Tell Abraq is justifiably considered one of the most important archaeological sites in southeastern Arabia. Excavated between 1989 and 1996 by a team led by Professor Dan Potts of the University of Sydney the site revealed a stratified archaeological sequence stretching from c. 2500 to c. 250 BC and a barely-disturbed Umm an-Nar collective tomb.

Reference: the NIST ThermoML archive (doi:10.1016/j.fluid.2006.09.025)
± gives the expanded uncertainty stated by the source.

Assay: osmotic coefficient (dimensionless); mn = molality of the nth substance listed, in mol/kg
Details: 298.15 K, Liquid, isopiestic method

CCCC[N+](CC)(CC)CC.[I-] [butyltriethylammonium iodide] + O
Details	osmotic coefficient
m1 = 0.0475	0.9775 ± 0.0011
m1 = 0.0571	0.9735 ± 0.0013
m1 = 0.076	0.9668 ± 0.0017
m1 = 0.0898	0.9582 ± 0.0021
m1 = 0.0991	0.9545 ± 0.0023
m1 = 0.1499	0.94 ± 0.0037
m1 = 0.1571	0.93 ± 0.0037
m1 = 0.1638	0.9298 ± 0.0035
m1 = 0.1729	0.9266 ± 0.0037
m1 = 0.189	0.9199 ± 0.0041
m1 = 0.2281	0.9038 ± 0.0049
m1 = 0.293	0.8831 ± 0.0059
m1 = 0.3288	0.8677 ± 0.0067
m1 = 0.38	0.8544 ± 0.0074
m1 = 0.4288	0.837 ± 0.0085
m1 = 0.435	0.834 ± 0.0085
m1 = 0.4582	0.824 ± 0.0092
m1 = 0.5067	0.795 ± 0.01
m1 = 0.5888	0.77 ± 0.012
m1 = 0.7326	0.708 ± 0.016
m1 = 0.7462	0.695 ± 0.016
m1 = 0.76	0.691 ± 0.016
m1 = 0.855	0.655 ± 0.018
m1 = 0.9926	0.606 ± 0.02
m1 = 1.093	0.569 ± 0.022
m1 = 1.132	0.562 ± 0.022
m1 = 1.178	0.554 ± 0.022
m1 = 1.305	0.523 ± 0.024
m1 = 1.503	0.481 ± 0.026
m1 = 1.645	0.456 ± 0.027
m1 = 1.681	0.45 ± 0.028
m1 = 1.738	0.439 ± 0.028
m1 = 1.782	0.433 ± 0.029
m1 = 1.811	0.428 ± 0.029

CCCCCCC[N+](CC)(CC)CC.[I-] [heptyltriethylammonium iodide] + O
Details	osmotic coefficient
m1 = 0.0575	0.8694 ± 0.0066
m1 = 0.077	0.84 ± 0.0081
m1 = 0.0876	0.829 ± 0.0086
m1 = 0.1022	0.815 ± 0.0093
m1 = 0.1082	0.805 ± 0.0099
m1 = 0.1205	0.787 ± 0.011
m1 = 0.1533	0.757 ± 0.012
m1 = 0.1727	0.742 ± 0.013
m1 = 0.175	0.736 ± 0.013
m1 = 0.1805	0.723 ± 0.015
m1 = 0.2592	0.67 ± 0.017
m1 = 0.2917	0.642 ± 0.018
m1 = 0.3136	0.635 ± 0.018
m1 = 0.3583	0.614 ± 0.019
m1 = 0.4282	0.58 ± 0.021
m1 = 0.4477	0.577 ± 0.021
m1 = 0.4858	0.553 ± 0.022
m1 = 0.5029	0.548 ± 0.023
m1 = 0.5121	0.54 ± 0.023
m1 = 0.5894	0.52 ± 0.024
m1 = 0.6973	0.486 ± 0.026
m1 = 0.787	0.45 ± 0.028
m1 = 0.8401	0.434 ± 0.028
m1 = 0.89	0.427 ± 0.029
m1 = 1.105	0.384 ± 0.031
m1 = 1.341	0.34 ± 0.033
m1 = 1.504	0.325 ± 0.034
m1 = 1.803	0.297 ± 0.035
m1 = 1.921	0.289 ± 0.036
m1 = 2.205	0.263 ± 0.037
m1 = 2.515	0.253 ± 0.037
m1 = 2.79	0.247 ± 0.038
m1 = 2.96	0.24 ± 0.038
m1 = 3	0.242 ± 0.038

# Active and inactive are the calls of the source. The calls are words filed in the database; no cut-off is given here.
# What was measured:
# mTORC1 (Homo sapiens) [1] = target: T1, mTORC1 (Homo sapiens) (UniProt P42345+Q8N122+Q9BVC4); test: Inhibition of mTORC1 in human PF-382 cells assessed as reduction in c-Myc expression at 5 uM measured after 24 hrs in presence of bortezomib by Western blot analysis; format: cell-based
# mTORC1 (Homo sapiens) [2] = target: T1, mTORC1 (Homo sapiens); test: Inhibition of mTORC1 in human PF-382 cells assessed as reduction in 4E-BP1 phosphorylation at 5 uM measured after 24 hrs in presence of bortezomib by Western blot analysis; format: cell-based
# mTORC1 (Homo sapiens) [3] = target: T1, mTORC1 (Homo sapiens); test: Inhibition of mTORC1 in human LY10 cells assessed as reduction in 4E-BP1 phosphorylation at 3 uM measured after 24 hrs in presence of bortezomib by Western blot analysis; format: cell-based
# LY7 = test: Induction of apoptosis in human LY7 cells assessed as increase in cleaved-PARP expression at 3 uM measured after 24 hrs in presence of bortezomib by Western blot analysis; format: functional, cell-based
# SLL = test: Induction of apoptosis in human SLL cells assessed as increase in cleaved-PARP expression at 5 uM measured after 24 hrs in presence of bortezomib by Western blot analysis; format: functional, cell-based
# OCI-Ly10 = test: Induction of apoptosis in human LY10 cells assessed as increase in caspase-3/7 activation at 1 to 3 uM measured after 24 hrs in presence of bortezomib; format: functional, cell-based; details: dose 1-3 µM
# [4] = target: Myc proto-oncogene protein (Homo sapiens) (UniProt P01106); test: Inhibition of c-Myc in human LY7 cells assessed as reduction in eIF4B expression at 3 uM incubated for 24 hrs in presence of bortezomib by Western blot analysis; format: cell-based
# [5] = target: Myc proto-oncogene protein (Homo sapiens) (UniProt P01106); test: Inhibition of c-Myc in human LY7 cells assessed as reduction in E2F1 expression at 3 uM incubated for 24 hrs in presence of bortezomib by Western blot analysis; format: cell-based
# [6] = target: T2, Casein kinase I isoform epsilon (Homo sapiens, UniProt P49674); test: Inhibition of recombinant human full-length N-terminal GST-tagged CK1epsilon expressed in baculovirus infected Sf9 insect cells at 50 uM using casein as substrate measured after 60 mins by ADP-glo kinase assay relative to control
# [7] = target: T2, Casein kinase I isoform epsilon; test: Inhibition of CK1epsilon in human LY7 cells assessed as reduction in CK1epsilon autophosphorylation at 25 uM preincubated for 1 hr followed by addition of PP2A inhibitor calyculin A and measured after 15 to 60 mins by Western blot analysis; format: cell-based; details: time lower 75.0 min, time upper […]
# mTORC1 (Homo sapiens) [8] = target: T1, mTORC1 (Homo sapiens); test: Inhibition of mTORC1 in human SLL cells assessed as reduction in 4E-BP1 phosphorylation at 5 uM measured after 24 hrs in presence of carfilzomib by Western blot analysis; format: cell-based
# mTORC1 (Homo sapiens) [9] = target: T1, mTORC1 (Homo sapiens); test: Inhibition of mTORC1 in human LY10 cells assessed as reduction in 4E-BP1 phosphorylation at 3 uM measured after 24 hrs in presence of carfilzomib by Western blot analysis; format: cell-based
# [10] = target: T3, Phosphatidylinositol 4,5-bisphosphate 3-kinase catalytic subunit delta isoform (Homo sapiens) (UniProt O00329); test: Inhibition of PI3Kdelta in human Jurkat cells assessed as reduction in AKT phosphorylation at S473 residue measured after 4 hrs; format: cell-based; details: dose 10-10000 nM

Beginning in the winter of 2006/7, the joint University of Tübingen/Bryn Mawr College project in collaboration with the Sharjah Directorate of Antiquities recommenced excavations at this site. The intent of this renewed research is to assess environmental change and alterations of ancient lifeways through the three millennia the site was occupied. In addition to researchers and students from its home institutions, the project includes graduate researchers such as Dianne Barker from the University of Sydney.